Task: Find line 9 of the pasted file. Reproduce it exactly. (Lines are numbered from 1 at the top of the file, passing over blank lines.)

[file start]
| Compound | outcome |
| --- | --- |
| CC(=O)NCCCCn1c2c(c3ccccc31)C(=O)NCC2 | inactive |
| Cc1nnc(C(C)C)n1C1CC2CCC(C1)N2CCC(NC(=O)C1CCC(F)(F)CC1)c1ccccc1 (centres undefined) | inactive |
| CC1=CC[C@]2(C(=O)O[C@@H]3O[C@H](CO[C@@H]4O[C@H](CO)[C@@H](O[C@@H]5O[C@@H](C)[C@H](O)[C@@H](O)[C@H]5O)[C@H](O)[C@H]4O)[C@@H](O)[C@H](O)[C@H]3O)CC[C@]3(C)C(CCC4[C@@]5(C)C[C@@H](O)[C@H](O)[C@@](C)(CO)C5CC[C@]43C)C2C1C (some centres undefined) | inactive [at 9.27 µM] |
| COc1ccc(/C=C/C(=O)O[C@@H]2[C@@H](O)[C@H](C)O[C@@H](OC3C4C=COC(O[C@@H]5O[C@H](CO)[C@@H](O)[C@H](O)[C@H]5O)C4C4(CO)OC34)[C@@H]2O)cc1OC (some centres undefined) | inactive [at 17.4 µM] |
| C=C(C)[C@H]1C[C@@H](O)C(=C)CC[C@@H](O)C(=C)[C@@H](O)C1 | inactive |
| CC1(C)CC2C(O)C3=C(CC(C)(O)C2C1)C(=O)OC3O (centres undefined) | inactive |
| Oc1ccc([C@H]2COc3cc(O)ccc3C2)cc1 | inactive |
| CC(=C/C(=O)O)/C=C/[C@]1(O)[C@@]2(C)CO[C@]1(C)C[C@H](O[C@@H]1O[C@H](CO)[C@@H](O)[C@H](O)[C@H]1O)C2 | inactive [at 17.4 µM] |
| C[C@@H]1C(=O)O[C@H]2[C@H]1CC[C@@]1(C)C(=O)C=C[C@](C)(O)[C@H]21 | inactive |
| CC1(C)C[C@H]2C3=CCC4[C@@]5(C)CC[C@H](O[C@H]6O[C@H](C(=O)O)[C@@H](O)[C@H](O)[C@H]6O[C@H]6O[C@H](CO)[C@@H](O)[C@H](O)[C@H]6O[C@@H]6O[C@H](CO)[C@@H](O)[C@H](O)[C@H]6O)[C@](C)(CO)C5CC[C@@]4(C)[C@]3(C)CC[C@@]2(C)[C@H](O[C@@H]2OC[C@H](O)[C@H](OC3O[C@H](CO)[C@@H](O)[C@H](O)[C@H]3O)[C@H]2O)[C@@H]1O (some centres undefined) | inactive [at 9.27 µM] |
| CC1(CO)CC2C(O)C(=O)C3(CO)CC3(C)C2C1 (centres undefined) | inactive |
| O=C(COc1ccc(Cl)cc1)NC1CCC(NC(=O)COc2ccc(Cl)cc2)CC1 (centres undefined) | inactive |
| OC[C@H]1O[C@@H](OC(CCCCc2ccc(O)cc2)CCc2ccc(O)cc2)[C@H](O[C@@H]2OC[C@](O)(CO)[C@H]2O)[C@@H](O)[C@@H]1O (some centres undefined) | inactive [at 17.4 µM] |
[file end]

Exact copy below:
| Oc1ccc([C@H]2COc3cc(O)ccc3C2)cc1 | inactive |